Amtrak was served by registered mail on November 9, 2009, and White was personally served on November 18, 2009. 4
Act. R.S. Mo. §213.010 et seq., thus, a federal question does not appear on the face of plaintiff's well-pleaded complaint. However, 28 U.S.C. §1349 creates federal question jurisdiction due to Amtrak's character as a federally chartered corporation in which the United States owns more than one-half of the capital stock. While the language in §1349 does not state jurisdiction in federal court is exclusive, the overwhelming approach is for district courts to exercise jurisdiction under this Congressional grant of federal question jurisdiction. See Hollus v. Amtrak Northeast Corridor, 937 F.Supp. 1110, 1113 (D.N.J.1996)("Because a majority of the capital stock of Amtrak is owned by the United States, the federal courts have subject matter jurisdiction over any action involving Amtrak.") aff'd 118 F.3d 1575 (3d Cir. 1997); see also National R.R. Passenger Corp. v. Rountree Transport and Rigging, Inc., 286 F.3d 1233, 1259 n. 25 (11th Cir.2002)("It is true that, because Amtrak is a federally chartered corporation that meets the requirements of 28 U.S.C. § 1349, federal question jurisdiction is proper"); see also Stuckey v. Illinois Central R.R. Co., No. 2:96CV47-B-A, 1996 WL 407247 (N.D. Miss. June 5, 1996)(denying plaintiff's motion to remand, despite non-diverse defendant joining plaintiff's motion in support of remand) aff'd. 162 F.3d 96 (5th Cir. 1998). Plaintiff agrees this Court has subject matter jurisdiction, but argues it is not exclusive because state courts have jurisdiction to decide federal question cases. While plaintiff is correct in pointing out that state courts may decide cases presenting a federal question, it provides no further support for its argument that this Court should remand on this basis.3 Plaintiff has not offered, and the Court has not identified,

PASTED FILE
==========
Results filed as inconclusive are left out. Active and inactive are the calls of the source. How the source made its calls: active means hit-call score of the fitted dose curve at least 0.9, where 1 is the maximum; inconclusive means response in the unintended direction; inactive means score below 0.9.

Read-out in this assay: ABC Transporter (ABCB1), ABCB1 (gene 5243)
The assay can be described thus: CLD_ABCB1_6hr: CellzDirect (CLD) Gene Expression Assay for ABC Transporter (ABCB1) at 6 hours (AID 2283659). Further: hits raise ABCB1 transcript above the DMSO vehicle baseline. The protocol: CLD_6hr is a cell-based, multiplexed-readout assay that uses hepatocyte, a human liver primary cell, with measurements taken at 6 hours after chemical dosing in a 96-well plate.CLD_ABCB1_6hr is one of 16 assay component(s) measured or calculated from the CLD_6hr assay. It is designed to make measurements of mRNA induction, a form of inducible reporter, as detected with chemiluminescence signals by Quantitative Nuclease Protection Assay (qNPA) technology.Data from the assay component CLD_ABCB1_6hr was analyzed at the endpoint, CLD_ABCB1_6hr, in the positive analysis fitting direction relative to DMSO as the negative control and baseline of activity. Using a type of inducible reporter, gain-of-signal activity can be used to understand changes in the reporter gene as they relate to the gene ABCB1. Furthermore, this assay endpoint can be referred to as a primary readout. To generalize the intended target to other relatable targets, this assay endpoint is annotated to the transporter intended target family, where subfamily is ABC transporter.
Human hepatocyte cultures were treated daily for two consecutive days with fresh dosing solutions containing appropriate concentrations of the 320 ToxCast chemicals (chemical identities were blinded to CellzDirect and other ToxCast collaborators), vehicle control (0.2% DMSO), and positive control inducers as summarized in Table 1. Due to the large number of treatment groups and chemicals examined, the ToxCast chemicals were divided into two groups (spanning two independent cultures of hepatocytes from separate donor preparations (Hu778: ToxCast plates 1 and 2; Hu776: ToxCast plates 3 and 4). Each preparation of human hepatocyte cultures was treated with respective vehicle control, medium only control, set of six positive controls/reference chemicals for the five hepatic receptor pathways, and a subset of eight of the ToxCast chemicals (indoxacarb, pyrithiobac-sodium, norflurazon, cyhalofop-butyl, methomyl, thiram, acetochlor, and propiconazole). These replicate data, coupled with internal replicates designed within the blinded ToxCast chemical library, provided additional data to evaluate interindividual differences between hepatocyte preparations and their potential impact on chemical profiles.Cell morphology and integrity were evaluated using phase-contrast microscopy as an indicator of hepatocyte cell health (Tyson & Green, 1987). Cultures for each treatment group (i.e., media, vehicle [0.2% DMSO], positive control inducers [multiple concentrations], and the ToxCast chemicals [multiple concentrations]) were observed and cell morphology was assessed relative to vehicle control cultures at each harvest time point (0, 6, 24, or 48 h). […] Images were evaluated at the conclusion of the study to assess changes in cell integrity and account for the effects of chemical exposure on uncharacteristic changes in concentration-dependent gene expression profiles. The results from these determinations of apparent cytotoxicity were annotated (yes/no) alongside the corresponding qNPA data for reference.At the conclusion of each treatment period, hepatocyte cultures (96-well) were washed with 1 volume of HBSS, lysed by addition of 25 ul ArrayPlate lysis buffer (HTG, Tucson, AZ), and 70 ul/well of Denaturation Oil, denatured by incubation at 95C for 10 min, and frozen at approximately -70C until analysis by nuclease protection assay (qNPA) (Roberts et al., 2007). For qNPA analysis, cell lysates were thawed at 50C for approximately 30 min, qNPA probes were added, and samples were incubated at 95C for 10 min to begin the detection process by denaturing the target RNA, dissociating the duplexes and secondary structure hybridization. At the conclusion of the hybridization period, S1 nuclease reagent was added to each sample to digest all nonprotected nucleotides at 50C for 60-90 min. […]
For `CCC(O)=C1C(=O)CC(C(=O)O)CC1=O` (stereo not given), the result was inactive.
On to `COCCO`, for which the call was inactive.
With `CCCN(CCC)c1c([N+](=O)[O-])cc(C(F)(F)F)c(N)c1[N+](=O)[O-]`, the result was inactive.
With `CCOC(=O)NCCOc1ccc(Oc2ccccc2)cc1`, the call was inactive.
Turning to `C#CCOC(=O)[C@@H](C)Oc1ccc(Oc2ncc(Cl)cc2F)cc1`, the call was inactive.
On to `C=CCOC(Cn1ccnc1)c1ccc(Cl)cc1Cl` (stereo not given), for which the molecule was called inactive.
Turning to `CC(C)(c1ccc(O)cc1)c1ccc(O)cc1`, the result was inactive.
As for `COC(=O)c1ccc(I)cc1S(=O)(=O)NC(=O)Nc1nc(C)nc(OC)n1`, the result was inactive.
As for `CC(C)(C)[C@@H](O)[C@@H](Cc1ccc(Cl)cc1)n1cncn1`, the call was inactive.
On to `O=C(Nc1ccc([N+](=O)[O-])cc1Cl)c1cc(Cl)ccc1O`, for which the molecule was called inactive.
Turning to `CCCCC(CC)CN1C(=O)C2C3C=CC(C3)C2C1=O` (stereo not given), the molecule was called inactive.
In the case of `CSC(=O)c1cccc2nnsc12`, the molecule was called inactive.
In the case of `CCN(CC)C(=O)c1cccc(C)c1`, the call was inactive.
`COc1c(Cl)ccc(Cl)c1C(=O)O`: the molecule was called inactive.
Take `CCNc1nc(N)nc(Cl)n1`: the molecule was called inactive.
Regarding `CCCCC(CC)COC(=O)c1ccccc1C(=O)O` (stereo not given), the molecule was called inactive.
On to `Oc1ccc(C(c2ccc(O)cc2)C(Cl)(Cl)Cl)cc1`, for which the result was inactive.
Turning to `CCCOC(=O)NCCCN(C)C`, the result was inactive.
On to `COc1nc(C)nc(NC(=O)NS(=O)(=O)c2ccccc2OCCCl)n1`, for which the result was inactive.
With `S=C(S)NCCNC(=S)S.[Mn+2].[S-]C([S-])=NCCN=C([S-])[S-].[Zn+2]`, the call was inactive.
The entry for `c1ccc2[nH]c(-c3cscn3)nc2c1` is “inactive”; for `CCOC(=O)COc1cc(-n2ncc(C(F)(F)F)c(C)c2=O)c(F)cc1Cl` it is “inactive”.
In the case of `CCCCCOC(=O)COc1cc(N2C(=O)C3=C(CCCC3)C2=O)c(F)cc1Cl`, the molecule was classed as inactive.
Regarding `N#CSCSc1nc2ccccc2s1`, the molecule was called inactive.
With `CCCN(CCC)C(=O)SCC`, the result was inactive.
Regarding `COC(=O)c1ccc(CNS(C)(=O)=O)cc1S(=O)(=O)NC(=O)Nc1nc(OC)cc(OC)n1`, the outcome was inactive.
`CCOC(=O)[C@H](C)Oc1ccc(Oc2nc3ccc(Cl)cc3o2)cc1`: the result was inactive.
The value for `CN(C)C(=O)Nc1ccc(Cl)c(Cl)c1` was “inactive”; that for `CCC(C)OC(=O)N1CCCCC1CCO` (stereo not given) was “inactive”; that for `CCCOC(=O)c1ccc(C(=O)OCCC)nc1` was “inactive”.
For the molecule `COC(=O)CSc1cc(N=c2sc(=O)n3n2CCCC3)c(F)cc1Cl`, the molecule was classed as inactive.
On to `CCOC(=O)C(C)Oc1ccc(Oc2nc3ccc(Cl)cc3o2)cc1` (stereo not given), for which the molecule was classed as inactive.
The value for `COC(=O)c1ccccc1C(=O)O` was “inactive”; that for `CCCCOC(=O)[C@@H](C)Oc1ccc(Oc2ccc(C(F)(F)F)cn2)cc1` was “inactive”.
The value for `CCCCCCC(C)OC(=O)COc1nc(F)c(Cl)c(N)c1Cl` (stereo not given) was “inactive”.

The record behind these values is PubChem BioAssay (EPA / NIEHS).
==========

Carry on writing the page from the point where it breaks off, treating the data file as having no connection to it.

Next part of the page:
Plaintiff cites to Jefferson v. City of Tarrant, Alabama, 522 U.S. 75 (1997) in support. Jefferson, a criminal case, merely affirms the principle that federal courts have the power to review a final state court federal-question decision. Id. at 85. 5
authority showing otherwise. In addition, the Court may exercise jurisdiction over defendant White, who is a Missouri citizen. In a civil action in which the federal district court possesses original jurisdiction, § 1367(a) gives district courts supplemental jurisdiction over "all other claims that are so related to claims in the action within such original jurisdiction that they form part of the same case or controversy under Article III of the United States Constitution." IV. CONCLUSION There is no procedural deficiency with defendants' Notice of Removal (Doc. No. 1), and jurisdiction is proper in federal court pursuant to §§ 1331and 1441(a), and §1349. Accordingly, plaintiff's Motion to Remand (Doc. No. 7) is DENIED.
IT IS SO ORDERED. Date: 03/01/10 Kansas City, Missouri S/ FERNANDO J. GAITAN, JR. Fernando J. Gaitan, Jr. Chief United States District Judge